Tuesday, 7 November 2017

Andrea Portes: Anatomy Of A Misfit | Book Review

Now, I wasn't entirely sure if I was going to actually write a review of this book because quite honestly, I didn't love it and if I was to sum this book up, I would probably just say 'meh'. This is your typical American High School romance about teenagers, something like a trashy Mean Girls. I think that the reason I decided to review this book was because I really wanted to like it, it portrays such important topics and messages, but in the wrong ways and I'm not sure if I managed to read this book within a day because I wanted it to get better or because I couldn't wait for it to be over. Before I start, I firstly want to say how this book is written in a format that I am not only new to, but also don't like. Words like "gonna", "kinda", "dunno" and "shoulda" can be quite hard to read when you're not used to slang being in a book or throughout the entire book. 

I also don't like how almost everything (quite literally) is over-exaggerated. Anika (explained below) talks about "THE Jared Kline" when the most popular boy in the school starts talking to her. By this point in the book, we have already heard about five times about Jared Kline and I just don't see the point in all of the tension which just makes the book seem trashy, what happened to characters explaining how they said a sentence or elaborating on how they're feeling? To make matters even worse, whilst flicking through the book to recap, I have found this exact sentence twice within two pages, we get it, seriously. 

Upon reading the first two chapters of this book, I felt that Anika Dragomir; the main character and narrator was quite immature for her age. She's a fifteen year old girl who is number three in the school's social hierarchy after number one; Becky Vilhauer and number two; Shelli Schroeder who is "my best friend even though she's kind of a slut", so there we have it, offensive words and shaming of her so called best friend on page four of the novel. This book is honestly so full of offensive lines and just implies that so many things are wrong, creating and feeding negative stereotypes for instance; "she makes out and even does the whole in-and-out with the high school rockers. Like a lot". The problem with this statement is that sex is an activities that almost everybody does throughout their life and enjoying sex and having a lot of sex, doesn't make you a slut in the slightest. In only the forth chapter of the book, Shelli tells Anika that there is a party happening on Friday that they should go to, to which Anika replies with "they're just going to try and stick their wieners in us", presuming that the only thing that teenage boys want to do is have sex or even worse, non-consented sex.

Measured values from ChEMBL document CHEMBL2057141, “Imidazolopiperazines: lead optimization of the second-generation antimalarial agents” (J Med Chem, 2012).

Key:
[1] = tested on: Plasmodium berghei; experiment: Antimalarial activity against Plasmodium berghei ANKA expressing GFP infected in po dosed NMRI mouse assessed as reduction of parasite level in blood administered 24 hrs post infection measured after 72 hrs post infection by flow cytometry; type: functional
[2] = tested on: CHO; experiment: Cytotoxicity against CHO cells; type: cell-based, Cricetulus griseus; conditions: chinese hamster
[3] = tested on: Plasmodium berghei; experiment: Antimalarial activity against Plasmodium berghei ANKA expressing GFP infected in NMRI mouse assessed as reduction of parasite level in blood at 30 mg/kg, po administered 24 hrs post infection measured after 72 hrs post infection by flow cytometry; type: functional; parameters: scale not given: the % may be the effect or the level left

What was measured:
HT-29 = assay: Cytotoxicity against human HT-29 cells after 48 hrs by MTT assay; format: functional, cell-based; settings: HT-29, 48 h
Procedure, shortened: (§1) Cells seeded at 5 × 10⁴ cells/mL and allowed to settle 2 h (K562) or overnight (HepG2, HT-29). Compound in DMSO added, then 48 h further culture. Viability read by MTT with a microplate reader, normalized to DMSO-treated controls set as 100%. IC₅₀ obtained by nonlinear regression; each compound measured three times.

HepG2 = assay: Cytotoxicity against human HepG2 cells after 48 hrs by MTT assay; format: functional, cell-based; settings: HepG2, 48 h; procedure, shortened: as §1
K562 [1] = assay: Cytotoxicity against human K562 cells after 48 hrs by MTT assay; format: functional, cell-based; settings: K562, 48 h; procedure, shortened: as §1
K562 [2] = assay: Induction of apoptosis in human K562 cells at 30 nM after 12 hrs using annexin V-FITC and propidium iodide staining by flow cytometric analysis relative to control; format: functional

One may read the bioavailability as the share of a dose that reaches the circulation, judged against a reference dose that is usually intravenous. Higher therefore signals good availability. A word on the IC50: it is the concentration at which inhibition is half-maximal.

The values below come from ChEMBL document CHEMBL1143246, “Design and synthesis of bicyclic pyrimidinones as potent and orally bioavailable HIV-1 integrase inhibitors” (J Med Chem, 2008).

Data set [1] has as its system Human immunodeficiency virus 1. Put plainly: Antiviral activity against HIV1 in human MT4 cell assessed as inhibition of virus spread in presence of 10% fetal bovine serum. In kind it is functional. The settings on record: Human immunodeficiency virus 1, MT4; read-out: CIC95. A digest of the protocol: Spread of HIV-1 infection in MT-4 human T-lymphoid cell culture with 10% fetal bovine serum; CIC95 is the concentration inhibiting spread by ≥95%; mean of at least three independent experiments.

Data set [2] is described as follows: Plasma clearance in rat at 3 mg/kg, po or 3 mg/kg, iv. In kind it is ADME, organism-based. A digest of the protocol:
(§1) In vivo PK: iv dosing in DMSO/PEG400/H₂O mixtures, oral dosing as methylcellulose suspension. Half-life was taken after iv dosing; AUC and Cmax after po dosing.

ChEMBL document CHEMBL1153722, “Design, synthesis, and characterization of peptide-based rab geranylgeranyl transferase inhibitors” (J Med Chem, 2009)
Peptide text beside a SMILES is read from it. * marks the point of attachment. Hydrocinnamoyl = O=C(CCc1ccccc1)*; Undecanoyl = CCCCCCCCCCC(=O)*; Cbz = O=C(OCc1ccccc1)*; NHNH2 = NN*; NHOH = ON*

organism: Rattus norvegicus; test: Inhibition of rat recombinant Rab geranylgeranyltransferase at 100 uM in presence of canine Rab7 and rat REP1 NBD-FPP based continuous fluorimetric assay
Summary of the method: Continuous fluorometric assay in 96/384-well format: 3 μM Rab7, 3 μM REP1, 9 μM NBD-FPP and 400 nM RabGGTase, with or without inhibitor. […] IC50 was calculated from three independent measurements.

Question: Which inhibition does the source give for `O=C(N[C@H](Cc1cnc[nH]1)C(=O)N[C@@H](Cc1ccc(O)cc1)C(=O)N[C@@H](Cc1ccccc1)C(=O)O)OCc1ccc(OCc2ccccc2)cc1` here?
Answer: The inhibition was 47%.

Anika talks through her family including her "stupid sisters" who she often makes harsh comments towards before wondering why they don't like her. Her brothers "are in the back, probably setting fire to themselves or killing something" which leaves her mother, who she describes as "the only decent one in the house" which was until she met her husband, Anika's stepdad who she calls 'the ogre'. As you can probably tell by this point, this book is full of stereotypes and each character portrays a different one. I'm not saying that it is bad to have stereotypes in books, but when every single stereotype gets taken to the extreme, you start to wonder how this novel has seriously made it to the bookshelf in W.H.Smith. 

Just as an over cap, so far we are convincing the audience that step-dads are evil, having sex makes someone a slut, that boys like to kill things and to make it even worse, I couldn't believe what I read next. Anika's father is Romanian, making her half American and half Romanian which in today's society, there is nothing wrong with yet she constantly refers to her father as a 'vampire', referring to herself as 'half vampire'. Anika then acts shocked when her brother "doesn't care about being a half breed", a half breed, are you for real? All because just like half of the national, she is from two different countries. Of course, Becky (the number one girl) calls Anika 'immigrant', just to top all these stereotypes off. When reading this book, I got confused what era this book was set in because although the majority of the story relates to modern day things, the stereotypes certainly don't, not for the majority anyway.